A meme a day keeps the bad vibes away
“Hill misses. Rebound goes to the Cavs! JR Smith brings it back out! Throws it to Hill! Hill’s shot blocked… And we’re going to overtime.”
This article isn’t about basketball and that crazy Game 1 ending between the Cleveland Cavaliers and the Golden State Warriors. But it pertains to what happened a few minutes, nay, seconds, after that infamous incident.
Along with outbursts from fans online came a series of memes showing LeBron with his famous “cry baby” face directed toward Smith, who looked very clueless.
New memes are usually born when crazy stuff like this happens.
It’s amazing, how just a few years ago, memes were born and exclusively accessed through websites such as 9gag and 4chan. Nowadays, while scrolling through your Facebook and/or Twitter timeline, it’s impossible not to see a single meme.
Memes are everywhere: on social media, in a folder in your phone or computer that contains all your favorite memes, and even in school.
The number of times a professor has asked me to create a meme related to the class for bonus points is far too many to count.
Memes have evolved from a semistructured form to a more loose and universal look.
About six years ago, memes were usually sticks with faces of different emotions (derp, Yao Ming face, etc.).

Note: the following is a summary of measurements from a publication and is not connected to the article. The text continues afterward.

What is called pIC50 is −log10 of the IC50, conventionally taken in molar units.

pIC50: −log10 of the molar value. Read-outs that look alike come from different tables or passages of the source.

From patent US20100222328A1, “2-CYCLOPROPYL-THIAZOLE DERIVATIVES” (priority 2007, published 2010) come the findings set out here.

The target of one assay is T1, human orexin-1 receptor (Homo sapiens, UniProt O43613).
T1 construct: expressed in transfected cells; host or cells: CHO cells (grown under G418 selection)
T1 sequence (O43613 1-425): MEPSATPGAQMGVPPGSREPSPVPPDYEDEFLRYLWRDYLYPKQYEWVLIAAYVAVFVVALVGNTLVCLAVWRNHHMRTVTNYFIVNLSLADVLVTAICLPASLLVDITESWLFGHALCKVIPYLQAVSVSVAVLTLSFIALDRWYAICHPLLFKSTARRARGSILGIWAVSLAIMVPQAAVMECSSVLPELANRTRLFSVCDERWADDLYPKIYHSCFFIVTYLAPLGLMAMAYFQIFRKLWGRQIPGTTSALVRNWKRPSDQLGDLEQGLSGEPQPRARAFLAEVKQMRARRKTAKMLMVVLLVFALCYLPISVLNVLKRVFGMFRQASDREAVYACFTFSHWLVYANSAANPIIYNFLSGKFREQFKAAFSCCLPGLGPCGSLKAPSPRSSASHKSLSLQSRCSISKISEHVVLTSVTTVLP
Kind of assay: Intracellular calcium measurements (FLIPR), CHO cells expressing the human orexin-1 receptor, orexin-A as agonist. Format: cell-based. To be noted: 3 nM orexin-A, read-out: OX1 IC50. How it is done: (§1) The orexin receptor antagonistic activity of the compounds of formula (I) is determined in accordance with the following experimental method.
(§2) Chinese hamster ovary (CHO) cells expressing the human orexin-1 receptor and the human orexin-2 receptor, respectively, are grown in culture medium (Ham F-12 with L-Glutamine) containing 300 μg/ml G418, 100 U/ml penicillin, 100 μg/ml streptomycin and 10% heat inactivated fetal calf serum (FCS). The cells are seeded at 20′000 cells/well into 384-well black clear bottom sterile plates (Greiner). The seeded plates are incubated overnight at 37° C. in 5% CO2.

Today, memes could be about almost anything and could come from a wide variety of sources (no one is safe): stock photos, cartoons, TV series, accidents, the government, “Real Life fails.”
Even the “highest” people in society are not exempt from becoming a meme.
So, what is it about memes that people like so much, and why are they here to stay?
Well, the best people to answer that are the youth who have witnessed and contributed to the flourishing of memes.
Student conversations about TV shows, sports, fashion and the like are now overshadowed by memes.
Instead of “Have you seen the latest episode” of this or that show, “Have you seen this meme?” now dominates our conversations, mainly because they are humorous.
Patrick Jingco, a college student at Ateneo de Manila University, said that, “Memes are funny, creative and entertaining. They make the most out of every event or situation and somehow turn them into something pretty funny.”
How viral a meme goes depends on how much people can relate to it.
With memes turning everyday situations into something funny, the most viral would sometimes be offensive. But this should not be a problem.
Cyan Valderrama, a student from De La Salle University, said: “Memes… shouldn’t be taken
offensively so that people can enjoy it.”
For others, memes are a burst of happiness that can help us cope with the hustle and bustle of everyday life.
Francine Labay, a veterinary medicine student from the University of the Philippines Los Baños, said, “I think, subconsciously, I use it as a distraction or coping mechanism for any traumatic experience, or just to preoccupy myself…”
One thing’s for sure: Memes are here to stay. They will continue to evolve as humans do, and maybe that’s one of the reasons they’re popular. A meme is “human,” meaning it reflects our humanity. It translates human experience into something humorous for the whole world to see and relate to.
Sorry for the long post, here’s a potato:
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